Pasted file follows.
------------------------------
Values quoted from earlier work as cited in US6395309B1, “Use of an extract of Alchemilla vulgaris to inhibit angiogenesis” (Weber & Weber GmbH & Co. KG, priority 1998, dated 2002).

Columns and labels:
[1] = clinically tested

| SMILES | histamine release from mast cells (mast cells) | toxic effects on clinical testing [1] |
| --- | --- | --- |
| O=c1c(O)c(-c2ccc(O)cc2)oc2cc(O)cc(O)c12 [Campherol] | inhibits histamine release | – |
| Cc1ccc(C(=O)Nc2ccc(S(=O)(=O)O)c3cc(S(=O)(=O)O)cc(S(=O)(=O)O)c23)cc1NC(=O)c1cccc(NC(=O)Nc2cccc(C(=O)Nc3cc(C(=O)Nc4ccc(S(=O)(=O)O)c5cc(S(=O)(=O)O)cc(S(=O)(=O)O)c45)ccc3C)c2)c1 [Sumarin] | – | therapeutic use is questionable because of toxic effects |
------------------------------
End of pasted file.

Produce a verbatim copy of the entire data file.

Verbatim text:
Values quoted from earlier work as cited in US6395309B1, “Use of an extract of Alchemilla vulgaris to inhibit angiogenesis” (Weber & Weber GmbH & Co. KG, priority 1998, dated 2002).

Columns and labels:
[1] = clinically tested

| SMILES | histamine release from mast cells (mast cells) | toxic effects on clinical testing [1] |
| --- | --- | --- |
| O=c1c(O)c(-c2ccc(O)cc2)oc2cc(O)cc(O)c12 [Campherol] | inhibits histamine release | – |
| Cc1ccc(C(=O)Nc2ccc(S(=O)(=O)O)c3cc(S(=O)(=O)O)cc(S(=O)(=O)O)c23)cc1NC(=O)c1cccc(NC(=O)Nc2cccc(C(=O)Nc3cc(C(=O)Nc4ccc(S(=O)(=O)O)c5cc(S(=O)(=O)O)cc(S(=O)(=O)O)c45)ccc3C)c2)c1 [Sumarin] | – | therapeutic use is questionable because of toxic effects |